SWENSON GRANITE WORKS ROCK SOLID PERFORMER OF THE GAME: Former Red Sox outfielder Josh Reddick managed four hits, including a home run, to boost his average to .346. Vote on the Rock Solid Performer of the week and enter to win a VIP Boston Baseball Experience at weei.com/rocksolid.
|Justin Masterson exits after getting just 7 outs||05.12.15 at 11:17 pm ET|
The Red Sox starter suffered through another subpar outing, this time allowing six runs on six hits in just 2 1/3 innings against the A’s Tuesday night. He would be replaced by Steven Wright, who also gave up a pair of hits before finishing off the third inning with the Red Sox in a 7-0 hole.
The outing pushed Masterson’s ERA to 6.37, having given up 10 runs on 13 hits with seven walks over 6 2/3 innings in his last two starts.
It marked the seventh time a Red Sox starter has gone fewer than five innings.
|David Ortiz on NFL’s punishment of Tom Brady: ‘I think it’s ridiculous’||05.12.15 at 10:33 pm ET|
OAKLAND — David Ortiz isn’t unlike any other Patriots fan — he’s pretty upset over the NFL’s decision to suspend his quarterback.
“I think the decision was very poor,” said the Red Sox DH regarding NFL commissioner Roger Goodell’s mandate that Tom Brady miss the first four games of the 2015 season. “You’re not just talking about any football player. You’re talking about probably the best player in the game, so what is the message you’re sending? I don’t think the message they’re sending is good. They want to send a strong message to who? The NFL players? How about the fans. What we think of it doesn’t matter?”
Ortiz (who says he knows Brady a little) couldn’t get his head around the NFL’s choice to penalize Brady for his role in Deflategate.
Speaking before his team’s game against the A’s Tuesday night, the DH made the point that such an approach wouldn’t seem to be in the best interest of anybody.
“I don’t really like the whole thing,” Ortiz said. “They are going to do some damage to their sport, believe it or not. We’re talking about the world champion and the face of the franchise, face of the NFL. Doing that to him? That’s critical. I don’t think you’re going to make too many people happy.”
Ortiz, like others unhappy with the outcome, is also quick to point to perceived inconsistencies by the NFL.
“I think the NFL has been very poor in making some decisions,” he said. “I don’t think they have been strong enough putting up with [domestic violence]. I’m not talking about now, but I’m talking about through the years. You see all the cases popping out and I’m pretty sure somebody knew about it before. You have to wait for it to happen for people to know about it? That’s sort of weird.
“And now this Tom Brady thing, I think it’s ridiculous. I think it’s ridiculous. I don’t know if the commissioner is trying to send a big message. Then to who? To the players? I’m a football fan and when I don’t see Brady on the field I’m going to have questions. And then the answer is he deflated some freaking balls? Prove that. Prove it.”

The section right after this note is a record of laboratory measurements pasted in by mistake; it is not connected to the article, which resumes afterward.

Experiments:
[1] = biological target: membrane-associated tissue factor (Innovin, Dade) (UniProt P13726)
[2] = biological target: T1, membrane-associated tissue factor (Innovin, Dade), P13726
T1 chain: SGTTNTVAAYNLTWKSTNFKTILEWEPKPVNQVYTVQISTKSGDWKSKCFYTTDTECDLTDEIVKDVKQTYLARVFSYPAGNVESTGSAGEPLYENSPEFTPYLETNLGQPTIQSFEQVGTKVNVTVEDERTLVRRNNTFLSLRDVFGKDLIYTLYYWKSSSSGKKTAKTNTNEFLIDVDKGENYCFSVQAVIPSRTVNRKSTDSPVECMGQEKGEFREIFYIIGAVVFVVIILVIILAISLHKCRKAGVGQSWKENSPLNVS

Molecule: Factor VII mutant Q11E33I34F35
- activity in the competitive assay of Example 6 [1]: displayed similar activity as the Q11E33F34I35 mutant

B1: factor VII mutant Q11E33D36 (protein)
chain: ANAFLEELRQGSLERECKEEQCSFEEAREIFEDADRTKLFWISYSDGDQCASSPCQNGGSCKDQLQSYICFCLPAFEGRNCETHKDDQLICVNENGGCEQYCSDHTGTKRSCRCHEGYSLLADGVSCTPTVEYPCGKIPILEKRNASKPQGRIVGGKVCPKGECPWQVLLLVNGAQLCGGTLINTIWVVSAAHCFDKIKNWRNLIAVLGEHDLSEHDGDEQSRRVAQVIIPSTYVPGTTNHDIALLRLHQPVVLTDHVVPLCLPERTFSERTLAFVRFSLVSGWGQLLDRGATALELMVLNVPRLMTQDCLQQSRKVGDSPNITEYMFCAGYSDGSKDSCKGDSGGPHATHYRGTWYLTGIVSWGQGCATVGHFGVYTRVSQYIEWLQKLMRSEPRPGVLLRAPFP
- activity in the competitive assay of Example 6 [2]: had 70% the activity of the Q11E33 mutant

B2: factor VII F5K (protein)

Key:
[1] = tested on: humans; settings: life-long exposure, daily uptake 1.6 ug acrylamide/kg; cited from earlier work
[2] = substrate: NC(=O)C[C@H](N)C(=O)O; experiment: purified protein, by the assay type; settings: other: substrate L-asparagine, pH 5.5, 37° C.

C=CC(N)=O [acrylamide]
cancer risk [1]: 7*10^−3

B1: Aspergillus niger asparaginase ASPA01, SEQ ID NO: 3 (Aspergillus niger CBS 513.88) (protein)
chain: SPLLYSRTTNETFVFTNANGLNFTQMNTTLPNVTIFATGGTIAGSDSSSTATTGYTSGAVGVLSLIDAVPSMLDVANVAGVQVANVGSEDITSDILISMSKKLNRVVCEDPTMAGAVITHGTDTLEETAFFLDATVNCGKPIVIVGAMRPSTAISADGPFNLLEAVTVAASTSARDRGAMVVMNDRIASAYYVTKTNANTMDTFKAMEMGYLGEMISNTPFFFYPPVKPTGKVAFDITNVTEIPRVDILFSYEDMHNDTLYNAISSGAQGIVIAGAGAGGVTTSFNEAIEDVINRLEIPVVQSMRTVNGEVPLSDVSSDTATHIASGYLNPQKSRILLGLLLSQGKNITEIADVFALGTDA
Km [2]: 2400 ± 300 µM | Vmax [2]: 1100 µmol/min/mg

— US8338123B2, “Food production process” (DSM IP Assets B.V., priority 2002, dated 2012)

Asked what it will be like to watch that first Patriots game next season without Brady involved, Ortiz matter-of-factly responded, “It’s going to be [expletive] up.”
He added, “I don’t think it will do anything to his legacy. Brady is on another level, you know? What I think is going to happen is the sport, in general, is probably going to lose some fans. I’m a football fan. Next year, when I don’t see Brady playing out there, I’m going to have questions. And the answer you’re going to give me is that ball thing. That’s the reason he ain’t playing? It don’t make no sense. I think the best way to deal with that was, let’s have some regulation for now, and whoever violates it, we go from there. But it’s just like that. I don’t see it right.”
|Red Sox lineup: Shane Victorino starts again in right field||05.12.15 at 6:15 pm ET|
In his first game back from the 15-day disabled list (hamstring) Victorino went 0-for-4, ultimately being replaced by Jackie Bradley Jr. in the field for the final three innings of the Red Sox’ 5-4, 11-inning win over Oakland.
Here is the Red Sox’ lineup with Justin Masterson starting for the visitors:
|Closing Time: Clay Buchholz, home runs help Red Sox bounce back||05.10.15 at 3:46 pm ET|
With newly-hired Carl Willis looking on for the first time as the Sox’ pitchers’ mentor, Buchholz turned in one of his better outings of the season. The righty improved to 11-3 for his career at the home of the Jays, where he came into the series finale carrying 2.16 ERA.
This time around, Buchholz allowed three runs over 6 1/3 innings, striking out three and walking three. It lowered his ERA to 5.73 for the season.
“It stinks to lose, regardless of the level you play at, it stinks to lose but I think everybody here takes it to heart,” Buchholz said. “We’re the Boston Red Sox and this team’s built around winning. When you’re not doing that or you’re not getting the breaks, it sort of wears on you. But from the first at-bat, [a triple from Mookie Betts], the ball could have been caught but it wasn’t so we took that as a break and started using that to our advantage and staying positive in there. Guys had really good at-bats.”